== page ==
Tampa Dog Trainer: Dog Travel Safety
By Brenna Fender
Dog s often travel with their pets to competitions, on vacation, or just about town while on errands, but they may not realize that the way they travel can mean the difference between life and death.
Do you drive with Fido loose in the back seat or running around your RV? Do you pile your gear on the passenger seat? Things like these can make a big difference in the event of an accident.
The American Pet Products Manufacturers Association states that a 60-pound dog riding in a car traveling at 30 miles per hour becomes a projectile which can hit the windshield – or the driver – with the force of 1,200 pounds. While 82% of Americans wear their seatbelts, only a fraction secure their dog during car travel, which means that, in an accident, a canine companion can become a deadly missile. This endangers your dog, your passengers, and you.
Owners can travel much more safely by securing their dogs (and other loose objects) in their vehicle. One way to do this is by purchasing a crate. The safest crates are made of either hard plastic or metal. There are pros and cons to each – plastic might be less strong, but metal wires may bend and injure a dog. Noted conformation handler, breeder, and American Kennel Club judge Pat Hastings says, “I believe that a quality fiberglass (plastic) crate is the safest way to travel with dogs. We have stopped at two accidents where the dogs were in wire crates and the impact of the accident broke the wires at the welds. Some of the dogs were killed by the wires and some were just injured but it was very difficult to remove the dogs as the wires were bent inward.” Ruff Tuff Kennels are the latest innovation in travel crate safety, designed specifically with car travel (and accidents) in mind. (Learn more at https://www.rufftoughkennels.com/) Fabric crates, while better than nothing, provide far less protection than a solid crate.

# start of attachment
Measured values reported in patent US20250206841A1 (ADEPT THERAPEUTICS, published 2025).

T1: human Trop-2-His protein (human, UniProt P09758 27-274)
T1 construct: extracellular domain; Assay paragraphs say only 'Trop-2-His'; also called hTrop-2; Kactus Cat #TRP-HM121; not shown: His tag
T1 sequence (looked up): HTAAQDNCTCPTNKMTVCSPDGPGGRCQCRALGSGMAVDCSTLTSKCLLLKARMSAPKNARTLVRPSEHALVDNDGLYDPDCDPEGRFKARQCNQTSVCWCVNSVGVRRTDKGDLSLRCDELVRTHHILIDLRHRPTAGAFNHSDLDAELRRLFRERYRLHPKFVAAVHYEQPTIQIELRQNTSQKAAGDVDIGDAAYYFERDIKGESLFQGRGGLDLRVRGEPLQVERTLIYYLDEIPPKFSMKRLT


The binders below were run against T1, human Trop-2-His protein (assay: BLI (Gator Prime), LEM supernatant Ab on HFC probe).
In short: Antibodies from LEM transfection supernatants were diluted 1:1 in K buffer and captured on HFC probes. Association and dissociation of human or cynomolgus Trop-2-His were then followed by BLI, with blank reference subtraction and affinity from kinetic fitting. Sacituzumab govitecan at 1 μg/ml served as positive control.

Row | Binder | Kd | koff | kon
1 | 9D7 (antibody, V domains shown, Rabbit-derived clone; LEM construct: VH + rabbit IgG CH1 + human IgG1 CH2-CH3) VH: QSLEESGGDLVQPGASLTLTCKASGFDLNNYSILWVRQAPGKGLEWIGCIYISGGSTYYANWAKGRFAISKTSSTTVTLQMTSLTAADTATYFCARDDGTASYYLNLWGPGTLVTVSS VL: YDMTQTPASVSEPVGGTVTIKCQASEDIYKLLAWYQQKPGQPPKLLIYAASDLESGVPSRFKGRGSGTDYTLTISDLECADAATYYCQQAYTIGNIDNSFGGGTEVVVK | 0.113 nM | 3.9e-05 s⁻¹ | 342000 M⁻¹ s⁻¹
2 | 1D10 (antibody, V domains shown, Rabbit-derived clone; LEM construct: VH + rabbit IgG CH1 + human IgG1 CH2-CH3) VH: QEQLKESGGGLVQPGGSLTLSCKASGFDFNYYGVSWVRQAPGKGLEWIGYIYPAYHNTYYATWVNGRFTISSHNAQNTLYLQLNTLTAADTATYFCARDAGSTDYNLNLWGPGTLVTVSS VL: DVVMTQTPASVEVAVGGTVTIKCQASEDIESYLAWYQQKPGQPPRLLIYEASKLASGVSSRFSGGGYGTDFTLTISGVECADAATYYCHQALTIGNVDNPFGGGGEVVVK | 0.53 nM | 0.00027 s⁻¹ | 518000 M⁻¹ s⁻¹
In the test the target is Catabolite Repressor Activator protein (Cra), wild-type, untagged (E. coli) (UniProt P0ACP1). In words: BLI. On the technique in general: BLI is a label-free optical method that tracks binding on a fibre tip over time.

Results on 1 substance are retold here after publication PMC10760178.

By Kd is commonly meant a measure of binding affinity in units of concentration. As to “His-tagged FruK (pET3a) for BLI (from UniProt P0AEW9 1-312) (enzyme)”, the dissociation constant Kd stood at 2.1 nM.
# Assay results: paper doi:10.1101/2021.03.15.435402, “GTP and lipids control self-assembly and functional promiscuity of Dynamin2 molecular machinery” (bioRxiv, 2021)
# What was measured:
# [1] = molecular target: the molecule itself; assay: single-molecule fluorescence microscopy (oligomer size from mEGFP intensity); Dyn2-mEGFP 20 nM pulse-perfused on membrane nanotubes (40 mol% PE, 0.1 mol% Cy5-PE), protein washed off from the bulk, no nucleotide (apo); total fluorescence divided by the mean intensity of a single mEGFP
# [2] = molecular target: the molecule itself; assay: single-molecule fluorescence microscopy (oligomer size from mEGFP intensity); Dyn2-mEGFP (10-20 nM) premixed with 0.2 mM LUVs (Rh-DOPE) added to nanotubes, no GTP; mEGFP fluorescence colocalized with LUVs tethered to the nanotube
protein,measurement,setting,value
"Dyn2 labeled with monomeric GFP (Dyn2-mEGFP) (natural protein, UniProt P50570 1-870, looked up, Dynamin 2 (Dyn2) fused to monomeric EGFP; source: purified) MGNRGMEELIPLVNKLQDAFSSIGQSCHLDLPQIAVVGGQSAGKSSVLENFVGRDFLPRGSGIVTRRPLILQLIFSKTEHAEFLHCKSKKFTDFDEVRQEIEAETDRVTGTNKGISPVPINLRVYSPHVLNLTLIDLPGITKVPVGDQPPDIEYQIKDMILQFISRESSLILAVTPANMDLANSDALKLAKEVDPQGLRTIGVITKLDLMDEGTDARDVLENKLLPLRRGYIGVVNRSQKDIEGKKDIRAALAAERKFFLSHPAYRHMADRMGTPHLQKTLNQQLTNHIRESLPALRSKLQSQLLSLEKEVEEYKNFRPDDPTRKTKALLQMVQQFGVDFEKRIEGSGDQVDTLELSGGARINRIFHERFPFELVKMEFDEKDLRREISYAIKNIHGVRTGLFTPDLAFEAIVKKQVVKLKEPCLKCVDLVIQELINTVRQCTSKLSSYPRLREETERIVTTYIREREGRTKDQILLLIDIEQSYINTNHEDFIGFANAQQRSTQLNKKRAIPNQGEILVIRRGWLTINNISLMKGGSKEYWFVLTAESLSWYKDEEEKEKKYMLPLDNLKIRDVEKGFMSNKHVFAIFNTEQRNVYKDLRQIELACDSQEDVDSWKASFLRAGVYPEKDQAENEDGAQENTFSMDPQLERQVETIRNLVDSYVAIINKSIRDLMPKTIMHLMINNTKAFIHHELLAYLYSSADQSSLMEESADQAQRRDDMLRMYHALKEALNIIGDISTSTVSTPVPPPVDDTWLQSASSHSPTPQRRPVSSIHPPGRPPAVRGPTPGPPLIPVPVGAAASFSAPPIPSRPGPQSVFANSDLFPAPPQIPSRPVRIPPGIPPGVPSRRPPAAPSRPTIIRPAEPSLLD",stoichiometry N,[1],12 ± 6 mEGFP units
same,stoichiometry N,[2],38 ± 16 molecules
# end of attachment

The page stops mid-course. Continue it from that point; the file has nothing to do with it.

Placing a crate in your vehicle isn’t enough to make your dog safe – that crate must be secured so that it doesn’t become a projectile in a crash. While the gold standard used to be to use bungee cords, ratchet straps and other methods are now considered to be better suited to assure that a crate will remain stationary. Do not place loose objects in a crate during travel because these can strike the dog during an accident.
Another way to keep your dog safe is by using a specially-made seatbelt. A properly fitted belt will allow your dog to change positions but will keep animals from being thrown during an accident. Proponents of seatbelts believe that these are safer than crates because animals can impact the wall of a crate during rapid deceleration. However, seatbelts will not shelter a dog from projectiles like a crate will. If you’re purchasing a seatbelt, make sure it is crash-tested and guaranteed. Recent tests have shown that many seatbelts are useless or downright dangerous in an accident (https://www.forbes.com/sites/hannahelliott/2013/10/28/the-best-seat-belts-for-your-dog/). The new crash-tested car seat might be a better bet for small dogs, but the product is very new. (https://www.mightymitedoggear.com/dog-supplies/crash-tested-dog-car-seats-pupsaver) Other crash tested options can be found here: https://www.mightymitedoggear.com/mighty-mite/dog-care-travel-gear/car-accessories/safety-harnesses-dog-seat-belts. Be sure that dogs in vehicles are not seatbelted near airbags, which are dangerous for animals and small children.
Many of the crash-tested crates and seatbelts are very expensive and s may think that there is no use trying to keep their dog safe if they can’t afford these options. But securing your dog in some way is very important to the safety of all involved, even if you have to do so with a garden-variety crate.
Don’t forget to secure your gear as well. Collapsible chairs, spare crates, training bags, luggage, children’s toys, and other items can all be dangerous if an accident occurs. Use straps to keep items stationary or pack them in stow away areas within the vehicle.
Other tips for safe travel involve keeping your dog’s head inside the vehicle, never allowing an animal to ride loose in the open bed of a truck, and never leaving any pet in a parked car. These situations are all documented risks to animal safety, with the potential for injury or death.
Many dogs are part of the family. When traveling, treat them like you would treat a family member. Make sure that your dogs are safe and secure.
A version of this article first appeared on USDAA.com.
Courteous Canine, Inc. offers dog training, puppy training, working with aggressive dogs and rehabilitating fearful and shy dogs. In addition we offer cat training, agility, pushball and dock jumping. Courteous Canine, Inc. is a full service dog school that offers doggie day care, pet sitting, group classes and boarding!